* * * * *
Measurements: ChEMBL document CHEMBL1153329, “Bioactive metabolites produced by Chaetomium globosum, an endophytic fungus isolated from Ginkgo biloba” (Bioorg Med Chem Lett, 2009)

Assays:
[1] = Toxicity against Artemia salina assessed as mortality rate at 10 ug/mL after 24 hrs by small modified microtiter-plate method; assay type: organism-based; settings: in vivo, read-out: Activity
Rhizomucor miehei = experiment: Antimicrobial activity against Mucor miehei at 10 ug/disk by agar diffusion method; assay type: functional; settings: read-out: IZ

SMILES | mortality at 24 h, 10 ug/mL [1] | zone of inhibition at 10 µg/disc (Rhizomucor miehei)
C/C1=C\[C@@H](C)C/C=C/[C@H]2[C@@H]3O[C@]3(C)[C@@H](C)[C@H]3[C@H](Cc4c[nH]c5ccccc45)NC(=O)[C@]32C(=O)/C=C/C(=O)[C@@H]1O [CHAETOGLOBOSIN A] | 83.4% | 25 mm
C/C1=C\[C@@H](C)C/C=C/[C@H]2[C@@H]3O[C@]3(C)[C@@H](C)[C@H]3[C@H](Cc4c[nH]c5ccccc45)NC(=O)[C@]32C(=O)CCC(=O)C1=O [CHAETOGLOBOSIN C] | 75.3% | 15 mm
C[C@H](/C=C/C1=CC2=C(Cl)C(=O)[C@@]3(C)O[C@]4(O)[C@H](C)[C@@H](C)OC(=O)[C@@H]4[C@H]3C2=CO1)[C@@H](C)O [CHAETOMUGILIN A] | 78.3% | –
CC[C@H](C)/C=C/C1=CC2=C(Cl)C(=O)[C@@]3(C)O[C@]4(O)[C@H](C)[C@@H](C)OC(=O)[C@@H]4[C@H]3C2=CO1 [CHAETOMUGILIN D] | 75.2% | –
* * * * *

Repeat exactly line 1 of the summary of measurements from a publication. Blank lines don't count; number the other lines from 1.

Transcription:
Measurements: ChEMBL document CHEMBL1153329, “Bioactive metabolites produced by Chaetomium globosum, an endophytic fungus isolated from Ginkgo biloba” (Bioorg Med Chem Lett, 2009)